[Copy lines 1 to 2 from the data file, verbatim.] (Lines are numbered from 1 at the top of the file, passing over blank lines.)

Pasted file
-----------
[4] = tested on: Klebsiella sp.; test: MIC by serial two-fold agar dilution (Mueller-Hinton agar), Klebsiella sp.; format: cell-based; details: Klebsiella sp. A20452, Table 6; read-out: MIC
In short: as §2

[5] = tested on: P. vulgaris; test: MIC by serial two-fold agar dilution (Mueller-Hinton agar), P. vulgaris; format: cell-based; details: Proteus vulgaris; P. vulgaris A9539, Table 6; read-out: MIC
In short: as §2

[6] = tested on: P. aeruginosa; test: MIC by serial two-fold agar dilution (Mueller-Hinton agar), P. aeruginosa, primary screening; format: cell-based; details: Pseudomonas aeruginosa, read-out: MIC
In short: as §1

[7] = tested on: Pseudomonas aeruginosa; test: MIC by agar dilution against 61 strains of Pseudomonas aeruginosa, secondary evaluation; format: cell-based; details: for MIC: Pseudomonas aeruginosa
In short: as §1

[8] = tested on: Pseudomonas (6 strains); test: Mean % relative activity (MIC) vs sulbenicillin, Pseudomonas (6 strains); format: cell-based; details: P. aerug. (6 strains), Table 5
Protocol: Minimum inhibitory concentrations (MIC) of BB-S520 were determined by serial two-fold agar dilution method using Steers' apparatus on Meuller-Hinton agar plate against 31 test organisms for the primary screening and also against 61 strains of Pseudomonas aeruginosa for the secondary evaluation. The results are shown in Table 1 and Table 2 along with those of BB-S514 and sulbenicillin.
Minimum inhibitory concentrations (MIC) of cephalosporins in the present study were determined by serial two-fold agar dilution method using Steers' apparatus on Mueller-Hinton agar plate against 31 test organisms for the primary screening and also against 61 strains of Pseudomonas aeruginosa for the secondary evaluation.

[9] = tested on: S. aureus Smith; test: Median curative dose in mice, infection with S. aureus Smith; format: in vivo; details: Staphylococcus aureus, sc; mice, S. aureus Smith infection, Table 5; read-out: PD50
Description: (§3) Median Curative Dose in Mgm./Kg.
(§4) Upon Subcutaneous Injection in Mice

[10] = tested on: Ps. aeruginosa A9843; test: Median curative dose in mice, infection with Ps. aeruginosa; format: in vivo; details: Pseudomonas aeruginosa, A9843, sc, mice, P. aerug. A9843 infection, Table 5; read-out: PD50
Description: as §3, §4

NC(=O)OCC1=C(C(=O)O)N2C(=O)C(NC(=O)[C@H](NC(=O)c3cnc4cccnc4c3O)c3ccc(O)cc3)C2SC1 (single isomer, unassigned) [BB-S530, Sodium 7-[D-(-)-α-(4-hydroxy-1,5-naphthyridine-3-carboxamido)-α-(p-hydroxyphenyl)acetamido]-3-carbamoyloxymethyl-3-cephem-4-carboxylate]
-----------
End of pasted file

[4] = tested on: Klebsiella sp.; test: MIC by serial two-fold agar dilution (Mueller-Hinton agar), Klebsiella sp.; format: cell-based; details: Klebsiella sp. A20452, Table 6; read-out: MIC
In short: as §2